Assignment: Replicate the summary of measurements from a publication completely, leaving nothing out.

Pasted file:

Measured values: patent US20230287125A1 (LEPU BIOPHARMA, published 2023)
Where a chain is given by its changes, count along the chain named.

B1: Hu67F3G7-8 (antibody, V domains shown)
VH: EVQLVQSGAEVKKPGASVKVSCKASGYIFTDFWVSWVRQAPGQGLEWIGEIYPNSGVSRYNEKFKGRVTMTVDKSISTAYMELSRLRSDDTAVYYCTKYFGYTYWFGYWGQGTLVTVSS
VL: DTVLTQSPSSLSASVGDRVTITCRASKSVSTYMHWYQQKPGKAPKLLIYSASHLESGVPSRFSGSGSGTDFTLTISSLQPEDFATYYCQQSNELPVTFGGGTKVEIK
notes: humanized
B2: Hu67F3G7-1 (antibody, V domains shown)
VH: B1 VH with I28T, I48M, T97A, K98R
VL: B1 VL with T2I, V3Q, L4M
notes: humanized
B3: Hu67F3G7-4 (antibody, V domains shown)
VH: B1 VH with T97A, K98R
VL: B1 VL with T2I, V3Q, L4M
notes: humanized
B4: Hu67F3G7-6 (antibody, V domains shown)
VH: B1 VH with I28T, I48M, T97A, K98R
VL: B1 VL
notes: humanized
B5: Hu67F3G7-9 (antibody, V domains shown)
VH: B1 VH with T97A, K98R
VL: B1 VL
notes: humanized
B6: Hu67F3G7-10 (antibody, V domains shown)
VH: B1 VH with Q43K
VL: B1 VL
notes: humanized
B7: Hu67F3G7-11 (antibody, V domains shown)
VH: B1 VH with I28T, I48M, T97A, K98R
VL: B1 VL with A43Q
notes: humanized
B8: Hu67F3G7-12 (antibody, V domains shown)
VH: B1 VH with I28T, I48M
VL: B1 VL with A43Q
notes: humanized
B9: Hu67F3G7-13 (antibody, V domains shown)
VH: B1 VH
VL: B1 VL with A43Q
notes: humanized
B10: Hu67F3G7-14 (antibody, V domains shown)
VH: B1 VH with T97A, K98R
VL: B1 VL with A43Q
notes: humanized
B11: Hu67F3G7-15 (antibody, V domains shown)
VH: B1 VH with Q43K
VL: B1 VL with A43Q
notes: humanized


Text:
Measured values: patent US20230287125A1 (LEPU BIOPHARMA, published 2023)
Where a chain is given by its changes, count along the chain named.

B1: Hu67F3G7-8 (antibody, V domains shown)
VH: EVQLVQSGAEVKKPGASVKVSCKASGYIFTDFWVSWVRQAPGQGLEWIGEIYPNSGVSRYNEKFKGRVTMTVDKSISTAYMELSRLRSDDTAVYYCTKYFGYTYWFGYWGQGTLVTVSS
VL: DTVLTQSPSSLSASVGDRVTITCRASKSVSTYMHWYQQKPGKAPKLLIYSASHLESGVPSRFSGSGSGTDFTLTISSLQPEDFATYYCQQSNELPVTFGGGTKVEIK
notes: humanized
B2: Hu67F3G7-1 (antibody, V domains shown)
VH: B1 VH with I28T, I48M, T97A, K98R
VL: B1 VL with T2I, V3Q, L4M
notes: humanized
B3: Hu67F3G7-4 (antibody, V domains shown)
VH: B1 VH with T97A, K98R
VL: B1 VL with T2I, V3Q, L4M
notes: humanized
B4: Hu67F3G7-6 (antibody, V domains shown)
VH: B1 VH with I28T, I48M, T97A, K98R
VL: B1 VL
notes: humanized
B5: Hu67F3G7-9 (antibody, V domains shown)
VH: B1 VH with T97A, K98R
VL: B1 VL
notes: humanized
B6: Hu67F3G7-10 (antibody, V domains shown)
VH: B1 VH with Q43K
VL: B1 VL
notes: humanized
B7: Hu67F3G7-11 (antibody, V domains shown)
VH: B1 VH with I28T, I48M, T97A, K98R
VL: B1 VL with A43Q
notes: humanized
B8: Hu67F3G7-12 (antibody, V domains shown)
VH: B1 VH with I28T, I48M
VL: B1 VL with A43Q
notes: humanized
B9: Hu67F3G7-13 (antibody, V domains shown)
VH: B1 VH
VL: B1 VL with A43Q
notes: humanized
B10: Hu67F3G7-14 (antibody, V domains shown)
VH: B1 VH with T97A, K98R
VL: B1 VL with A43Q
notes: humanized
B11: Hu67F3G7-15 (antibody, V domains shown)
VH: B1 VH with Q43K
VL: B1 VL with A43Q
notes: humanized